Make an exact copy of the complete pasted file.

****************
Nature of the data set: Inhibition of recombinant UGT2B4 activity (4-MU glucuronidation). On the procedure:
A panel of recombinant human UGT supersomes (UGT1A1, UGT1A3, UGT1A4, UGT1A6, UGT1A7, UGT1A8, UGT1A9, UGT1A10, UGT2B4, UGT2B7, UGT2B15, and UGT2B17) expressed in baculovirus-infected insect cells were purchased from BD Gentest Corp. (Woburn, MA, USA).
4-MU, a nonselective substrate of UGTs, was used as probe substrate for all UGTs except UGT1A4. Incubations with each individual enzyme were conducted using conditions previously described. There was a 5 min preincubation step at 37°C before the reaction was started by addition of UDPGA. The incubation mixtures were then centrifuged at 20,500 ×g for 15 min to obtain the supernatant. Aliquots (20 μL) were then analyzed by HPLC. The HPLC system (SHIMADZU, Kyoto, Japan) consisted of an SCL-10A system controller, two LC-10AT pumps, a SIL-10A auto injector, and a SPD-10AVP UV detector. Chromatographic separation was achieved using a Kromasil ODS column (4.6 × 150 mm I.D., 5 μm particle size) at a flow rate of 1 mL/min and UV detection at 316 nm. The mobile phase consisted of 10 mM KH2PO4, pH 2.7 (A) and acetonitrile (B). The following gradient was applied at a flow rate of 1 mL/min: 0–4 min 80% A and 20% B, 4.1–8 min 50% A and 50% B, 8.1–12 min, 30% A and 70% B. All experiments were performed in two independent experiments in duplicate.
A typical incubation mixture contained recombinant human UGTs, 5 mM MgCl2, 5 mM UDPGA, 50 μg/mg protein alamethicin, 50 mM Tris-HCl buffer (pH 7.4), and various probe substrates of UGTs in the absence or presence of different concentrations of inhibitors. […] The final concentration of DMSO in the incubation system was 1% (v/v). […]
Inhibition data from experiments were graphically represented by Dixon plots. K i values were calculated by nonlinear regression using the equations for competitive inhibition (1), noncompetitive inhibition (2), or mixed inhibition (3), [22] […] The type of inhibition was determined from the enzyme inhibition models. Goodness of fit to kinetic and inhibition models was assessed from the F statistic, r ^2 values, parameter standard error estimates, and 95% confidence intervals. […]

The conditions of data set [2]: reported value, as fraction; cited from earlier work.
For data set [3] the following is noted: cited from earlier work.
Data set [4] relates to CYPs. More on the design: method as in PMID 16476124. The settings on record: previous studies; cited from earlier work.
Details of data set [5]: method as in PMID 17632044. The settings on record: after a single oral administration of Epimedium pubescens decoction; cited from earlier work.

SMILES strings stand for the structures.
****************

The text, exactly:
Nature of the data set: Inhibition of recombinant UGT2B4 activity (4-MU glucuronidation). On the procedure:
A panel of recombinant human UGT supersomes (UGT1A1, UGT1A3, UGT1A4, UGT1A6, UGT1A7, UGT1A8, UGT1A9, UGT1A10, UGT2B4, UGT2B7, UGT2B15, and UGT2B17) expressed in baculovirus-infected insect cells were purchased from BD Gentest Corp. (Woburn, MA, USA).
4-MU, a nonselective substrate of UGTs, was used as probe substrate for all UGTs except UGT1A4. Incubations with each individual enzyme were conducted using conditions previously described. There was a 5 min preincubation step at 37°C before the reaction was started by addition of UDPGA. The incubation mixtures were then centrifuged at 20,500 ×g for 15 min to obtain the supernatant. Aliquots (20 μL) were then analyzed by HPLC. The HPLC system (SHIMADZU, Kyoto, Japan) consisted of an SCL-10A system controller, two LC-10AT pumps, a SIL-10A auto injector, and a SPD-10AVP UV detector. Chromatographic separation was achieved using a Kromasil ODS column (4.6 × 150 mm I.D., 5 μm particle size) at a flow rate of 1 mL/min and UV detection at 316 nm. The mobile phase consisted of 10 mM KH2PO4, pH 2.7 (A) and acetonitrile (B). The following gradient was applied at a flow rate of 1 mL/min: 0–4 min 80% A and 20% B, 4.1–8 min 50% A and 50% B, 8.1–12 min, 30% A and 70% B. All experiments were performed in two independent experiments in duplicate.
A typical incubation mixture contained recombinant human UGTs, 5 mM MgCl2, 5 mM UDPGA, 50 μg/mg protein alamethicin, 50 mM Tris-HCl buffer (pH 7.4), and various probe substrates of UGTs in the absence or presence of different concentrations of inhibitors. […] The final concentration of DMSO in the incubation system was 1% (v/v). […]
Inhibition data from experiments were graphically represented by Dixon plots. K i values were calculated by nonlinear regression using the equations for competitive inhibition (1), noncompetitive inhibition (2), or mixed inhibition (3), [22] […] The type of inhibition was determined from the enzyme inhibition models. Goodness of fit to kinetic and inhibition models was assessed from the F statistic, r ^2 values, parameter standard error estimates, and 95% confidence intervals. […]

The conditions of data set [2]: reported value, as fraction; cited from earlier work.
For data set [3] the following is noted: cited from earlier work.
Data set [4] relates to CYPs. More on the design: method as in PMID 16476124. The settings on record: previous studies; cited from earlier work.
Details of data set [5]: method as in PMID 17632044. The settings on record: after a single oral administration of Epimedium pubescens decoction; cited from earlier work.

SMILES strings stand for the structures.